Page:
Forced retirement is an outdated idea. It belongs in the past with movie rental stores, screeching dial-up Internet and unwieldy roadmaps that never quite fold back into shape. We live in different times, and workplaces must adapt to generations that are living longer, smarter and more productively. Forcing men and women to retire at a certain age is not only unfair, but shortsighted. Today, people have so much more value to offer businesses, society and themselves long after their mid-sixties.
Many workplace cultures and employment guidelines have not kept pace with developments in technology, automation and evolutions in human development. People live and age very differently today than they did not too long ago.
For a little perspective, consider the following life expectancy statistics for the year 1965 in the following countries:
Now, let’s look at those same countries in 2016:
These numbers are staggering. In a mere 51 years, across growth economies and the world, the human race has dramatically increased its collective life expectancy, which is transforming everything about what it means to be a person—including how we work, raise our families and determine exactly what a job means to our lives. For employees 65 years old or older, the future is bright as technology and automation continue to accommodate the needs, skills and talents of aging employees.
For decades, traditional employees have followed regimented work schedules that demand they show up to work in the morning and leave later that day, or even that evening. Then, when an employee reaches the age of 65 (or the determined retirement age of their respective country), that regimen suddenly stops, and they are forced into a life of retirement—the logic being that people over a certain age can no longer function at peak capacity; besides, nobody wants to spend the later years in life working. Times have changed. For many professionals, work is not only a job, but a way to connect with others, demonstrate value to society and keep one’s mental and intellectual faculties sharp, engaged and growing.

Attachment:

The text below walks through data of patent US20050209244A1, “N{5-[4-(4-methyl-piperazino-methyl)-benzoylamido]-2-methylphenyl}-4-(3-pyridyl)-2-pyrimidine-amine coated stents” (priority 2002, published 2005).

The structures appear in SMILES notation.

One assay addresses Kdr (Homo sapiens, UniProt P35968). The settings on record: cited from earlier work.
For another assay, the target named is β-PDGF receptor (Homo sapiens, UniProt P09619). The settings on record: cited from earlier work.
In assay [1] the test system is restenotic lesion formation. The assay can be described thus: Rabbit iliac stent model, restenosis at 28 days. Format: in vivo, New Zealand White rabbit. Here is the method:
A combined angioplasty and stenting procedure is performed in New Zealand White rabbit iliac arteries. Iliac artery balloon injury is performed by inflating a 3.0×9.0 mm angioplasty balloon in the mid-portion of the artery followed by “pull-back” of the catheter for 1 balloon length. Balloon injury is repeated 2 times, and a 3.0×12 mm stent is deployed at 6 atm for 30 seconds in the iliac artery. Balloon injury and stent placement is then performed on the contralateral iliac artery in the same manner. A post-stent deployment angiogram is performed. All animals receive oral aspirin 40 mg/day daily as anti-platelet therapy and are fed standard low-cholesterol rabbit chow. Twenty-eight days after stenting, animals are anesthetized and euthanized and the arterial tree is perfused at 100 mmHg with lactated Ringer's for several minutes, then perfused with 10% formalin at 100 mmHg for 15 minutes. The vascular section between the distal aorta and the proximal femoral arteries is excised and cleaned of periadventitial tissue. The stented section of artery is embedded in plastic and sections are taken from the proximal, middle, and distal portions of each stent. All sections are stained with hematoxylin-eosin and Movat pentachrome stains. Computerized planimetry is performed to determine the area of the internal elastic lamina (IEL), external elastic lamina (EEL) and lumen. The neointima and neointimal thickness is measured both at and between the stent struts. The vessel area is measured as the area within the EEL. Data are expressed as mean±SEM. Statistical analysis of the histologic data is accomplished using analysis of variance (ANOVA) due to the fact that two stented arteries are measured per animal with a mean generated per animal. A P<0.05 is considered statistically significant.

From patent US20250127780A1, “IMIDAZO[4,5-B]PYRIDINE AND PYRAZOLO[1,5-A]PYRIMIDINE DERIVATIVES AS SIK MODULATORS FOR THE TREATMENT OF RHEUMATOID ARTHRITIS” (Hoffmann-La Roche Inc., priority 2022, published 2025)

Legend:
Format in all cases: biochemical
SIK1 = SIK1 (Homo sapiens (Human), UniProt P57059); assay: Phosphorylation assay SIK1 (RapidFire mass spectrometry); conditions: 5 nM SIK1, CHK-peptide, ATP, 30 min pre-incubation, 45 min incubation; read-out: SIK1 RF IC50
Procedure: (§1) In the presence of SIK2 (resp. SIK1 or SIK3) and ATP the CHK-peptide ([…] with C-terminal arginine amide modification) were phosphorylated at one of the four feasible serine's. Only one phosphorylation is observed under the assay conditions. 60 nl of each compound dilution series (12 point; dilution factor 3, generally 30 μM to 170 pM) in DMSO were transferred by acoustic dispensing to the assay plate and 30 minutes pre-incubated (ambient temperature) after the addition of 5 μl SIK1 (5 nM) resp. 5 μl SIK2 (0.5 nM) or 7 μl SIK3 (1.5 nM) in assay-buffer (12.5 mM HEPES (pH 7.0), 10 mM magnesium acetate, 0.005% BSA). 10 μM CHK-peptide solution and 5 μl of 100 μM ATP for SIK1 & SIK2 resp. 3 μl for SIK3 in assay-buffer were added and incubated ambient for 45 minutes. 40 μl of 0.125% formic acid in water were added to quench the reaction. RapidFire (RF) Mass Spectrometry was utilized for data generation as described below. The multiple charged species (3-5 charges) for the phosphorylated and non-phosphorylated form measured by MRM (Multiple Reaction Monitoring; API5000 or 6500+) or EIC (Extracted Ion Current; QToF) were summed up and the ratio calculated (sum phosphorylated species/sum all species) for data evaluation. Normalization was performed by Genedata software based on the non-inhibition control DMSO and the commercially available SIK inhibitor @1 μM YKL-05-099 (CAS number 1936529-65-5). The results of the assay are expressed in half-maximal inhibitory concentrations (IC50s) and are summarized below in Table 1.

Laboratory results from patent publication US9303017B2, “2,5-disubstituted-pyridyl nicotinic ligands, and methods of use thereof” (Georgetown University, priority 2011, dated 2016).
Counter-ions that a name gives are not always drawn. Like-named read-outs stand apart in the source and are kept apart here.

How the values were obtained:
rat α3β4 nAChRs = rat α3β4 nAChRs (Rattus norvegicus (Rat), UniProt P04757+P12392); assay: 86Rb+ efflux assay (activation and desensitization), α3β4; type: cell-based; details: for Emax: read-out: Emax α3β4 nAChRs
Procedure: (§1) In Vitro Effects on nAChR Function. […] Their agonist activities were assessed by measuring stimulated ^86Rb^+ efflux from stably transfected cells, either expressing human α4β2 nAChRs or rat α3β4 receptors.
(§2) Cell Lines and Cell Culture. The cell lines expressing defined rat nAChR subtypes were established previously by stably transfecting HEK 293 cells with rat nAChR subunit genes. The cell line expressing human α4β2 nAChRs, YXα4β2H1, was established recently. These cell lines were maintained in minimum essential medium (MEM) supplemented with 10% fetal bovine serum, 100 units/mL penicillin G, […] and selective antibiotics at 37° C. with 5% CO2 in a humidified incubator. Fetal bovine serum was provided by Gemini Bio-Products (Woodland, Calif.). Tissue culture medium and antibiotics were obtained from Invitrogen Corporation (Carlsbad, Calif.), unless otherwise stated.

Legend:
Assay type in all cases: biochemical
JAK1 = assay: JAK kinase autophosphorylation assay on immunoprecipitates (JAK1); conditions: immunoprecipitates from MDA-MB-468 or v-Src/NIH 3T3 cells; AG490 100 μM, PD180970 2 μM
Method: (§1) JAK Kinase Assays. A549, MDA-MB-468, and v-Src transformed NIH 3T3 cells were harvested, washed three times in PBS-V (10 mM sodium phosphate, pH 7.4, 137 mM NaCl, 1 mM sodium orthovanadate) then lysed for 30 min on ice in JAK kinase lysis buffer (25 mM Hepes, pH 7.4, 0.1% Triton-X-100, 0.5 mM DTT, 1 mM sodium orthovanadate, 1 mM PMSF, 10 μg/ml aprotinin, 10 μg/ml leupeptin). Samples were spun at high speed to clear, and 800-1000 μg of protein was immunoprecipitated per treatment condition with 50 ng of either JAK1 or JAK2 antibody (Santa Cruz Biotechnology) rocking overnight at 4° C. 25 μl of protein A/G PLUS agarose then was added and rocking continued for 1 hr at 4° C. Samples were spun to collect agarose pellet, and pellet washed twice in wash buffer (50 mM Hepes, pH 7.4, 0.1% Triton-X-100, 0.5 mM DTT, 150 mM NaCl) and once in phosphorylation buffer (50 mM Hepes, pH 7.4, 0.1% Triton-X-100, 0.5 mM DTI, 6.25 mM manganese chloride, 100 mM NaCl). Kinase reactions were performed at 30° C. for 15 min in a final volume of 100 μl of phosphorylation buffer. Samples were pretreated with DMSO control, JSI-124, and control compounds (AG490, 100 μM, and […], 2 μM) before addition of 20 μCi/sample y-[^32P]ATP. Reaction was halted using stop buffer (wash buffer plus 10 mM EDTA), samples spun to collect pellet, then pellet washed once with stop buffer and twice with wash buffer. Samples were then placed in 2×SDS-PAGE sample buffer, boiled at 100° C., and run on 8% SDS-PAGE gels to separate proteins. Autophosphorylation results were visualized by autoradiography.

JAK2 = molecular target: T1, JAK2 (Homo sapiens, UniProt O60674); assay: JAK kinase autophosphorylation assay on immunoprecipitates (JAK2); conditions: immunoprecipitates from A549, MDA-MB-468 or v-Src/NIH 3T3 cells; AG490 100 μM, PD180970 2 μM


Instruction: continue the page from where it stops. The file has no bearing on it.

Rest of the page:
Automation, fortunately, is disrupting the retirement dynamic. Advanced technologies and human capital management software are allowing companies to hire, schedule and pay retired workers in new ways that suit their lifestyles. Many companies are leveraging the value of older workers by employing them in more limited capacities as mentors, teachers and role models to younger employees. Instead of being unwillingly mandated into retirement, older workers can be part of flexible workforces comprised of semi-retired employees. Employers also benefit because they no longer have the binary choice of keeping an aging worker on as a full-time employee or losing them completely to retirement. This allows employers to maintain access to the incredible institutional knowledge and value older workers possess, while also enabling older workers to remain engaged with their professional responsibilities and colleagues.
Careers are a lifetime investment. For too long, obsolete workplace policies have unfairly severed hardworking professionals from the joys and rewards of their livelihoods. Not only is automation helping to keep aging employees connected to their careers, but it is also opening up opportunities for older workers to prepare younger employees for change. If human life expectancy can evolve so significantly in 51 years—not even a lifetime for most—then those who witnessed that change, and who were part of that lifetime, have the invaluable experience and wisdom that comes with age. Automation will continue to transform the way human beings work, but it will never make knowledge, talent and experience irrelevant. Though the future of work may see fewer repetitive jobs and low-level skills, it will always require the perspective, insights and guidance from those who have come before. In the future, turning 65 years old will be a reason to celebrate one’s career, and not say goodbye to it.